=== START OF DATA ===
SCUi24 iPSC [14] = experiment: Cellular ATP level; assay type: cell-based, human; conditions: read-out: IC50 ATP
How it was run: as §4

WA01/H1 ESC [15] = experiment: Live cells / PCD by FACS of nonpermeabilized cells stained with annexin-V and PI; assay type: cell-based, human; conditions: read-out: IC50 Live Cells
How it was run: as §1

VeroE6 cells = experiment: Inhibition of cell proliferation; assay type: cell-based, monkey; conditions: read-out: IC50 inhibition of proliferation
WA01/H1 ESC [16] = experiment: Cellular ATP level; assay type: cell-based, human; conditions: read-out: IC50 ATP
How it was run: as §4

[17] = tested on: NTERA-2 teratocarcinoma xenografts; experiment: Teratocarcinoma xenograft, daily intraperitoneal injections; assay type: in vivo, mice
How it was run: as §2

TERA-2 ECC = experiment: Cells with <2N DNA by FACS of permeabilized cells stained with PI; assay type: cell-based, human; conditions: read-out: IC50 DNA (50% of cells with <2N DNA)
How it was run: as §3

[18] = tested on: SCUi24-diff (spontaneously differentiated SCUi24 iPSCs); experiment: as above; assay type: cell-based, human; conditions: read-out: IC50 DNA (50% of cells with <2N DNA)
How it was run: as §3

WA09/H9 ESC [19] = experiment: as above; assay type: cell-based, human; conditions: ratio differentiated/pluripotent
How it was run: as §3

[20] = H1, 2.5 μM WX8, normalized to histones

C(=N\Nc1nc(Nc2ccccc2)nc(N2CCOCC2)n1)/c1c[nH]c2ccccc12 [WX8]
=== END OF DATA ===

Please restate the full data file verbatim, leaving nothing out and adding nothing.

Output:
SCUi24 iPSC [14] = experiment: Cellular ATP level; assay type: cell-based, human; conditions: read-out: IC50 ATP
How it was run: as §4

WA01/H1 ESC [15] = experiment: Live cells / PCD by FACS of nonpermeabilized cells stained with annexin-V and PI; assay type: cell-based, human; conditions: read-out: IC50 Live Cells
How it was run: as §1

VeroE6 cells = experiment: Inhibition of cell proliferation; assay type: cell-based, monkey; conditions: read-out: IC50 inhibition of proliferation
WA01/H1 ESC [16] = experiment: Cellular ATP level; assay type: cell-based, human; conditions: read-out: IC50 ATP
How it was run: as §4

[17] = tested on: NTERA-2 teratocarcinoma xenografts; experiment: Teratocarcinoma xenograft, daily intraperitoneal injections; assay type: in vivo, mice
How it was run: as §2

TERA-2 ECC = experiment: Cells with <2N DNA by FACS of permeabilized cells stained with PI; assay type: cell-based, human; conditions: read-out: IC50 DNA (50% of cells with <2N DNA)
How it was run: as §3

[18] = tested on: SCUi24-diff (spontaneously differentiated SCUi24 iPSCs); experiment: as above; assay type: cell-based, human; conditions: read-out: IC50 DNA (50% of cells with <2N DNA)
How it was run: as §3

WA09/H9 ESC [19] = experiment: as above; assay type: cell-based, human; conditions: ratio differentiated/pluripotent
How it was run: as §3

[20] = H1, 2.5 μM WX8, normalized to histones

C(=N\Nc1nc(Nc2ccccc2)nc(N2CCOCC2)n1)/c1c[nH]c2ccccc12 [WX8]